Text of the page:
What Foods Contain Prebiotics?

The foods containing prebiotics may be a matter of definition and could lead to some disagreement.

You could identify two points of view with one being from Marcel Roberfroid who identified and named prebiotics in 1995.

Opposing views and definitions are very general and can be found in many sources on the net.

In 2007, Roberfroid defined prebiotics as a “fermented ingredient” that causes beneficial changes in gut bacteria.

These positive changes go on to offer benefits to the host which is you.

There are some prebiotic components naturally found in plants while commercial types are produced and have been given commercial names.

Some of the widely accepted man-made prebiotics are: fructo-oligosaccharides (FOS), Inulin, Arabinogalactan, and Polydextrose.

Roberfroid was specific in 2007 by stating there are only two compounds that comply with his definition: inulin and oligofructose.

Any controversy or disagreements aside, let’s consider natural sources of prebiotics that are easily available.

You will benefit from including them in your diet.

READ : Prebiotics – What They Are and Why it Matters?

The list below includes foods known to have high concentrations of prebiotic material.

It’s worth noting that chicory root, jicama, and Jerusalem artichoke are sources of inulin.

The following natural foods were tested for prebiotics in the raw state.

  • Chicory root contains the greatest amount of prebiotics.
  • The Jerusalem artichoke has been widely covered on the web along with chicory root.
  • Dandelion greens are a very old natural remedy used for various conditions.
  • Onion either raw or cooked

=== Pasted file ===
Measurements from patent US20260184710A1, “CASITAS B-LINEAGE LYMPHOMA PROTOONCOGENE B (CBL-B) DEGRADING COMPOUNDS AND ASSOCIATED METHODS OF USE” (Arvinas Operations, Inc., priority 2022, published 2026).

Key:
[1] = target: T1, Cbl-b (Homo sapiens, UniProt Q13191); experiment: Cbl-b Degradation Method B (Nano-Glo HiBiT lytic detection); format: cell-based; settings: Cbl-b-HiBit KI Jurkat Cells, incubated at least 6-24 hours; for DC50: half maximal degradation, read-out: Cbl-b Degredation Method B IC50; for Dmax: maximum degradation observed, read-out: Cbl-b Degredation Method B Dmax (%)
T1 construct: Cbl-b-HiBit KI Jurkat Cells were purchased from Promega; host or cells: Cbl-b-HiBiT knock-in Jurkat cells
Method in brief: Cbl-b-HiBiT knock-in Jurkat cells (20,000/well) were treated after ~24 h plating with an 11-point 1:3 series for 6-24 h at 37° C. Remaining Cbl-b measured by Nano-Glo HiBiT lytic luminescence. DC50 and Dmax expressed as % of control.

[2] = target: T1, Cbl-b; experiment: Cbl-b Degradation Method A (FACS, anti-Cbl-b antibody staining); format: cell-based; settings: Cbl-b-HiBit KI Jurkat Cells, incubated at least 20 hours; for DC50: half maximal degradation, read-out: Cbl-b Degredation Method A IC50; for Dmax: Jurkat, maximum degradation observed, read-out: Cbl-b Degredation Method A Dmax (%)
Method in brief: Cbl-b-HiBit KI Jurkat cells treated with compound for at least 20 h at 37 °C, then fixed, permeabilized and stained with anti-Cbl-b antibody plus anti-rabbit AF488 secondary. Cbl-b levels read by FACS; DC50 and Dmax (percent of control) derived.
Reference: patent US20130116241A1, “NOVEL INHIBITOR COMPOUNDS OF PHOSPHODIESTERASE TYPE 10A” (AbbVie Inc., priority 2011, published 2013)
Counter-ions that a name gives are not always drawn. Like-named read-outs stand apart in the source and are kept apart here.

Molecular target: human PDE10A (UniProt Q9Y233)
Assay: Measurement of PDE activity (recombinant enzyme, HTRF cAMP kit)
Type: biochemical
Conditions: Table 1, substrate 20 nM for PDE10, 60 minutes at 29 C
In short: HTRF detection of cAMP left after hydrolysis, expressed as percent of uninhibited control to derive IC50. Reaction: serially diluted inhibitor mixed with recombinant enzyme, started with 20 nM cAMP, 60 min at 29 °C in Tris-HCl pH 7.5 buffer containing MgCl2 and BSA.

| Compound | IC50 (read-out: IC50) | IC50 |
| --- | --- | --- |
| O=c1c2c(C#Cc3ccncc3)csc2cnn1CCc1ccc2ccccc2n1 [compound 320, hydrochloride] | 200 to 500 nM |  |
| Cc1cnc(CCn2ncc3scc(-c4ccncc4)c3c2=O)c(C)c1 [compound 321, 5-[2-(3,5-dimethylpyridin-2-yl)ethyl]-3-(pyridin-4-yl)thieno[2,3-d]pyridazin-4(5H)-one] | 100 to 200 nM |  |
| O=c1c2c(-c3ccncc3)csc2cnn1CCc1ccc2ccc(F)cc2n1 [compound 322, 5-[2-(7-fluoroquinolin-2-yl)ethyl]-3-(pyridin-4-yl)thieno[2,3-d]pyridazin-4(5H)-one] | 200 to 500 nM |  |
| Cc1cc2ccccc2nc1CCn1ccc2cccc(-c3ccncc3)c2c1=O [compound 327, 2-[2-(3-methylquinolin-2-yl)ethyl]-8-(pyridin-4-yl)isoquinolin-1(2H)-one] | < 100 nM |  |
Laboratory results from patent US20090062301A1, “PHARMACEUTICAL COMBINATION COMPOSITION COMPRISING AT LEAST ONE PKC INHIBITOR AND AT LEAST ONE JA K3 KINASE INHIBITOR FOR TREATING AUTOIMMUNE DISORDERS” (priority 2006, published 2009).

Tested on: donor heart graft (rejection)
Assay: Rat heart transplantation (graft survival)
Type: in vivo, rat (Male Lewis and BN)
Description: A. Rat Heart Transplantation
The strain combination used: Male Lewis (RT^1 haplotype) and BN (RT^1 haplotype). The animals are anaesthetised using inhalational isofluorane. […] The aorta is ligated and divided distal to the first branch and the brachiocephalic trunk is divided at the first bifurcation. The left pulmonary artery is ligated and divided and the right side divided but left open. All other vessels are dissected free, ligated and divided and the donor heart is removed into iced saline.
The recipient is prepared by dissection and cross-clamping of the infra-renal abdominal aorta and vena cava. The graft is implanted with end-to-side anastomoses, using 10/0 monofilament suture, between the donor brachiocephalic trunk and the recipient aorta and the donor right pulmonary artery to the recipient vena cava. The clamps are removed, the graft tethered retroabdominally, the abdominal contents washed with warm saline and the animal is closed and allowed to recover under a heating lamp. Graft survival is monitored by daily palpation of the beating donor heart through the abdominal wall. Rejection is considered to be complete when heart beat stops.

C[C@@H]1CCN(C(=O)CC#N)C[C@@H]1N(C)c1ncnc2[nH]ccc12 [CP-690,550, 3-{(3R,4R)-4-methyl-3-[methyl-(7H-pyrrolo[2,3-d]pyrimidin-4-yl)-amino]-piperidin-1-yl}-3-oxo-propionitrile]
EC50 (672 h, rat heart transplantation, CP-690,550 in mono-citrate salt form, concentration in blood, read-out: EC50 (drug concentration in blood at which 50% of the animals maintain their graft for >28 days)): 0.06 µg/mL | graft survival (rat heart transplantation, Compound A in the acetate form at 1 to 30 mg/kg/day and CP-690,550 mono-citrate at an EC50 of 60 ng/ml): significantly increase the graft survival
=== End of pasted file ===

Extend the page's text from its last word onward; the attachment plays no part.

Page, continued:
• Wheat bran
  • Bananas have the least amount of prebiotics in this list.
  • Asparagus
  • Wheat flour (whole)
  • Garlic

Some of the sources listed above are categorical in nature which means there are plenty of other foods that contain prebiotics or have their properties.

This is mainly referencing whole grains of which there is great variety.

Oatmeal, barley, flax and other whole grains are included and very nutritious when they are not processed.

So it does make a big difference if you eat whole grains or highly processed grain based foods.

Another category of foods are the greens which will contain vegetables.

Dandelion greens are nutritious and one of the highest prebiotic sources.

But there are others: mustard greens, chard, spinach, collard greens, and kale just to mention a few.

We cannot forget about fruits and especially berries.

The skin of fruits are typically where you’ll get the most in terms of prebiotics.

All berries contain high amounts of antioxidants and what many consider prebiotic sugars.

Among them in recent years is of course, kiwi fruit, and the skin of this fruit is particularly nutritious and high in fiber.

But be sure to thoroughly wash the kiwi fruit skin if you want to eat it.

Legumes cannot be left out of this discussion because many are traditional foods that have been consumed for centuries.

Research has also shown them to be excellent sources of prebiotic nutrients.

The better sources among legumes are: soy beans, navy beans, pinto beans, lentils, chick peas, black beans, and kidney beans.

There is good variety with different foods, so there is no reason for a diet lacking in prebiotic sources to keep your gastrointestinal tract populated with beneficial bacteria.

But as always, just make sure you have balance and variety in your diet so you can cover all the bases.

READ : Difference Between Probiotics And Prebiotics

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